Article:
[BioRuby] Bringing the fun back to programming! (The first BioRuby IRC conference on Dec 19th)

Francesco Strozzi francesco.strozzi at gmail.com
Sun Dec 12 19:43:15 UTC 2010

Hi Piotr,
It's been a while since I started collaborating with Jan Aerts to develop
the Ruby Ensembl API. It was a good chance for me to learn Ruby and develop
bioinformatics programs. But I have to admit that, as you said, Ruby isn't
so powerful for bioinformatics compared to other languages. So, like you, I
feel the need to add another language for "real" and "though" bioinformatics
work and I have started learning Python in the last months which it's really
impressive. The core library is very poweful and BioPython is updated every
3 months (so it is under constant development). The performance of many
common tasks (e.g. parsing a large Blast report) are superior than with
BioRuby libraries, for what I have seen. But Ruby syntax and logic is simply
amazing (and to me even better than Python) and it's a shame we don't have
powerful solutions to bring Ruby out of the "just for the web" corner where
it was put since Rails outbreak. So, from my point of view, every effort
that could make Ruby shine for bioinformatics...well, is really really
appreciated and I want to hear and read more!
>From the technical point of view I have a couple of (newbie) questions:
 - I have no idea what Clojure and Scala are, so a sort of "Functional
Programming for Dummies" will be appreciated.
 - How much Java one need to know in order to be productive with
Ruby/BioRuby and Java/BioJava using JRuby?
   Because from my point of view, a Ruby programmer I think doesn't really
want to learn Java (which is a big language but with it's own issues and is
not so flexible as Ruby or Python).

So in the end, I will read and hear with interest what you can tell us about
your experience and future directions for Ruby/BioRuby development.


On Sat, Dec 11, 2010 at 10:46, Pjotr Prins <pjotr.public14 at thebird.nl>wrote:

> Hi Rubyistas,
> We have a special community, with a special language. Ruby is one of
> the most fun languages to work with, and we know it.
> Here I want to argue that for bioinformatics JRuby is one of the most
> exciting developments. Not only is it pretty fast, once compiled,
> but it also allows easy integration with Java (and BioJava). Before
> you recoil in horror, it also allows integration with some really cool
> programming languages, i.e. Scala, Clojure and Groovy.
> You know Ruby is great. But it has some weaknesses too. For
> Bioinformatics (B) and big data (BD) the problems are:
> (1) Weak B functionality
> (2) BD performance issues
> (3) So so parallel computing support (for BD)
> (4) Only partial functional programming support
> (1) and (2) can be resolved by using JRuby, BioJava and the JVM. (3)
> and (4) can be resolved by tapping into Scala and Clojure.
> Let me try to explain.
> (1) Weak B functionality: BioRuby is a great achievement, but I have a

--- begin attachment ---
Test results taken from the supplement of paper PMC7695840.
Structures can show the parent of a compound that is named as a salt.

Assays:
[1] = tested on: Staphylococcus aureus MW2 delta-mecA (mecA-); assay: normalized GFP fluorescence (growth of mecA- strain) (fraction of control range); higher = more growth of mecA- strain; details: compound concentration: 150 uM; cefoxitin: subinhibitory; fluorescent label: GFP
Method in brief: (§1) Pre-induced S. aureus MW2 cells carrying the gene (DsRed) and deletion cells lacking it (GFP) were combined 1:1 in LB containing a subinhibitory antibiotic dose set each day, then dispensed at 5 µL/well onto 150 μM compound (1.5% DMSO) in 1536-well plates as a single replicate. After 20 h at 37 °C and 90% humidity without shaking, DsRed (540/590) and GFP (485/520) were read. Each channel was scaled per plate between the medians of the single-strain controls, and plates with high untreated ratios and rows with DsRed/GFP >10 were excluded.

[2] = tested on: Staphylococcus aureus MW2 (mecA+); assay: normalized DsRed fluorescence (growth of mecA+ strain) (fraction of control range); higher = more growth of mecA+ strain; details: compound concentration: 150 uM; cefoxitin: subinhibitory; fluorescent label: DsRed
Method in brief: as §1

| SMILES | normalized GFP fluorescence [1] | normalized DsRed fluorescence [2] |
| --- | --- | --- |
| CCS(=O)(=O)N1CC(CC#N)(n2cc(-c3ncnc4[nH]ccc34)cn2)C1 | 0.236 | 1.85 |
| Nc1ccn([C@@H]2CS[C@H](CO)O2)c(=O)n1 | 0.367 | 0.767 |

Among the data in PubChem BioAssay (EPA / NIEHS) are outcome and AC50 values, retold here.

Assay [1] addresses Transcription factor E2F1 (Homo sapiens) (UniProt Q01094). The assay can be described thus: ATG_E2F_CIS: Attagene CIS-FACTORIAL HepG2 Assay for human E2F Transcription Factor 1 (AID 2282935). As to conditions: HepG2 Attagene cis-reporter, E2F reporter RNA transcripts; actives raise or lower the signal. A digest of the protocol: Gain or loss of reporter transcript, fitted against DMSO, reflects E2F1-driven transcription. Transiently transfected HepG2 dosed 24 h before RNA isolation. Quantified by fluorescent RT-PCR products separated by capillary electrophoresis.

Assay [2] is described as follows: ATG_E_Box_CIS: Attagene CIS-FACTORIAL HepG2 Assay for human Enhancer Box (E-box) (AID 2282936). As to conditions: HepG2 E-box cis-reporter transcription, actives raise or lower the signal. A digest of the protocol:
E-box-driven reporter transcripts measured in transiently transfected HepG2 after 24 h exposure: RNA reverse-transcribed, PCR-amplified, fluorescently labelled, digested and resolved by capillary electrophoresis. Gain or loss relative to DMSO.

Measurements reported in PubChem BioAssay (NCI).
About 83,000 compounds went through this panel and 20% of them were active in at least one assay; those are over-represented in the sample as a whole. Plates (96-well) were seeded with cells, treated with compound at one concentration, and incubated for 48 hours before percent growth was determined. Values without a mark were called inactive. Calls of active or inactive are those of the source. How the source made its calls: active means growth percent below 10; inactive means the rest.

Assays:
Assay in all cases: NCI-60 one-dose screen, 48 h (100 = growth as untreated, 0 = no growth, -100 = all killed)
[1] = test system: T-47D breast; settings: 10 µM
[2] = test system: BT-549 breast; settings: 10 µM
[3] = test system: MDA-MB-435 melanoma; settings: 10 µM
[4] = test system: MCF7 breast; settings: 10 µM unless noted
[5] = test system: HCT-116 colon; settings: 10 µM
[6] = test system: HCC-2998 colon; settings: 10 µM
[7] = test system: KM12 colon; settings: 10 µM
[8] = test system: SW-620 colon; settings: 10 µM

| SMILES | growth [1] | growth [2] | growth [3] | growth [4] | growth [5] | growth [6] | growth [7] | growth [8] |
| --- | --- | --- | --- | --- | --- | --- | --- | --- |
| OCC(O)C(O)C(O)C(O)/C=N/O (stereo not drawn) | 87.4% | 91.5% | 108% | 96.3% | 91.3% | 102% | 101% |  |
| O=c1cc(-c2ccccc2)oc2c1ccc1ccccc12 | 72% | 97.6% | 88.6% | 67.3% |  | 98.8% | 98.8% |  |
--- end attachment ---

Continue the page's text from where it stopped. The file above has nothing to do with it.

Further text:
> number of criticisms. First is that it is not suitable for BD. Almost
> every module loads all data in RAM, and there is no concept of
> parallel computations in the design. Finally the development is not
> fast - we are suffering from the fact that we are a small community.
> You could argue about reasons, but I don't think we should spend
> energy on the past, when there is such an obvious way forward. Let me
> continue.
> (2) BD performance issues: Ruby is slow. By definition compared to
> statically typed and compiled languages (such as C, Java, Scala,
> Clojure). It is pretty amazing to see how much speed Ruby 1.9 has.
> But, for BD it breaks down quickly. Ruby's strength is in beauty of
> code, but not in raw power.
> (3) So so parallel computing support (for BD): Functional languages
> (Haskell, Erlang, Scala, Clojure) have immutable data, and
> abstractions for parallelization, such as shared memory and actors,
> which make it much easier to write parallelized code. For performance
> and BD, this is extremely useful.
> (4) Only partial functional programming support: Once you get into
> functional programming you realize Ruby gets in the way. Support for
> functional programming in Ruby is patchy, though there is some.
> It is no accident that I have started the BioScala project, and Jan Aerts
> has
> started the BioClojure project in 2010 (!) BioRuby has spin-offs.
> My experience with Scala has been great. Scala is statically typed,
> and very fast. It also allows beautiful code with functional
> programming and parallelization thrown in. For me, there is a clear
> path where I use Ruby and Scala on a 50/50 basis. Essentially using
> the best of both worlds. JRuby is key to combining them.
> And, you know what? It is great fun!! I would get frustrated if I was
> locked in either language. But now it is seamless moving between the
> two, thanks to the JVM. Which, btw, these days can outperform even C
> code.
> Believe me, even two years ago, I would not have thought I would
> *ever* champion the JVM. But as a saaientist, you go by evidence.
> Programming is fun. And it has not ever been this great. I want to
> share that with you, and I would like to use the coming holiday
> season, and years after, to pass that on. I would guess Jan thinks the
> same way about Ruby and Clojure.
> Who is interested in getting back into the fun of programming? Who
> wants to experiment and become an even more productive programmer?
> It could be the goal of BioRuby in 2011 to show the way to other Bio*
> projects of handling development in such a way that we can easily move
> between the strengths of dynamic programming languages and high
> performant functional languages.
> I would like that.
> Pj.
> _______________________________________________
> BioRuby Project - http://www.bioruby.org/
> BioRuby mailing list
> BioRuby at lists.open-bio.org
> http://lists.open-bio.org/mailman/listinfo/bioruby

More information about the BioRuby mailing list